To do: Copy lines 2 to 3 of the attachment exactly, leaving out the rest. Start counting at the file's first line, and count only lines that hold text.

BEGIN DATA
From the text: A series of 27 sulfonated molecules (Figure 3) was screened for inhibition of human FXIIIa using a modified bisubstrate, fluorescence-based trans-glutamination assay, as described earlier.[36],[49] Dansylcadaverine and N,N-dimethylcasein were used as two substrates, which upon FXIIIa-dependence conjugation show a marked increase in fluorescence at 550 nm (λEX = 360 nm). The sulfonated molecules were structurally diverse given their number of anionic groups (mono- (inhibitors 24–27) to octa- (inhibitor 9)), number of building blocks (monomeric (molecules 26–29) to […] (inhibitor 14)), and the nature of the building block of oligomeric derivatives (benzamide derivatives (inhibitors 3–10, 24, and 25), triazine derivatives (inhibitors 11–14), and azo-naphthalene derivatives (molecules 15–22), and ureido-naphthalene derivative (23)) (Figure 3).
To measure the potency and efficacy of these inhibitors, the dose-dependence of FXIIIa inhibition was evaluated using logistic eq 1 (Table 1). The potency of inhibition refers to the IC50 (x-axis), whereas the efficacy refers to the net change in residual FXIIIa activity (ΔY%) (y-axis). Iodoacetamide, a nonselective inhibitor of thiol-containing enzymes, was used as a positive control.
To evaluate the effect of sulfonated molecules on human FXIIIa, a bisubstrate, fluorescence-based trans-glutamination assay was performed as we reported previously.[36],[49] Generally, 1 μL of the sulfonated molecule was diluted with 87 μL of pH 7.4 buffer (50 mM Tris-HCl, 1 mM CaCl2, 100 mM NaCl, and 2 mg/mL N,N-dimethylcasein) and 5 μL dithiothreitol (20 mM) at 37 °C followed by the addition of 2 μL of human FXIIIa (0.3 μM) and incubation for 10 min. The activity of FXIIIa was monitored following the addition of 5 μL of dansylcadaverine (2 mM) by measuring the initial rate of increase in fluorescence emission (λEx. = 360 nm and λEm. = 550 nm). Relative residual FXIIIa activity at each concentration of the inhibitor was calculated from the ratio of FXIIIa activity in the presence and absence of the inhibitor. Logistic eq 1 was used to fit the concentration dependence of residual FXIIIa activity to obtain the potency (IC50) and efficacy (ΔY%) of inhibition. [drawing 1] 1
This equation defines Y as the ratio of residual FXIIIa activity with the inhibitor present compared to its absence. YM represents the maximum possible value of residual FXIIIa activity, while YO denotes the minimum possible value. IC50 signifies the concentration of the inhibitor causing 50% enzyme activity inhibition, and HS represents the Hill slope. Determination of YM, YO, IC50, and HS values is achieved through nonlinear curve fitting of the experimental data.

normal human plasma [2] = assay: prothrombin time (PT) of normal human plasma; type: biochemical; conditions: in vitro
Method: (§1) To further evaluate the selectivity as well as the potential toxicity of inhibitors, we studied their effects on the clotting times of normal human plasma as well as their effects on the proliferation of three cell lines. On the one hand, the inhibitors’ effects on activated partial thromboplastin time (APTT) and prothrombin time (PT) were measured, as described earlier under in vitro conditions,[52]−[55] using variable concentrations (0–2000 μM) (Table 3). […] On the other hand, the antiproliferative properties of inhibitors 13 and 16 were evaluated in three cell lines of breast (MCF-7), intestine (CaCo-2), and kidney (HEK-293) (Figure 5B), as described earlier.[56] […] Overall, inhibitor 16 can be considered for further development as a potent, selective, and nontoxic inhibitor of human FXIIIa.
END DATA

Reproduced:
To measure the potency and efficacy of these inhibitors, the dose-dependence of FXIIIa inhibition was evaluated using logistic eq 1 (Table 1). The potency of inhibition refers to the IC50 (x-axis), whereas the efficacy refers to the net change in residual FXIIIa activity (ΔY%) (y-axis). Iodoacetamide, a nonselective inhibitor of thiol-containing enzymes, was used as a positive control.
To evaluate the effect of sulfonated molecules on human FXIIIa, a bisubstrate, fluorescence-based trans-glutamination assay was performed as we reported previously.[36],[49] Generally, 1 μL of the sulfonated molecule was diluted with 87 μL of pH 7.4 buffer (50 mM Tris-HCl, 1 mM CaCl2, 100 mM NaCl, and 2 mg/mL N,N-dimethylcasein) and 5 μL dithiothreitol (20 mM) at 37 °C followed by the addition of 2 μL of human FXIIIa (0.3 μM) and incubation for 10 min. The activity of FXIIIa was monitored following the addition of 5 μL of dansylcadaverine (2 mM) by measuring the initial rate of increase in fluorescence emission (λEx. = 360 nm and λEm. = 550 nm). Relative residual FXIIIa activity at each concentration of the inhibitor was calculated from the ratio of FXIIIa activity in the presence and absence of the inhibitor. Logistic eq 1 was used to fit the concentration dependence of residual FXIIIa activity to obtain the potency (IC50) and efficacy (ΔY%) of inhibition. [drawing 1] 1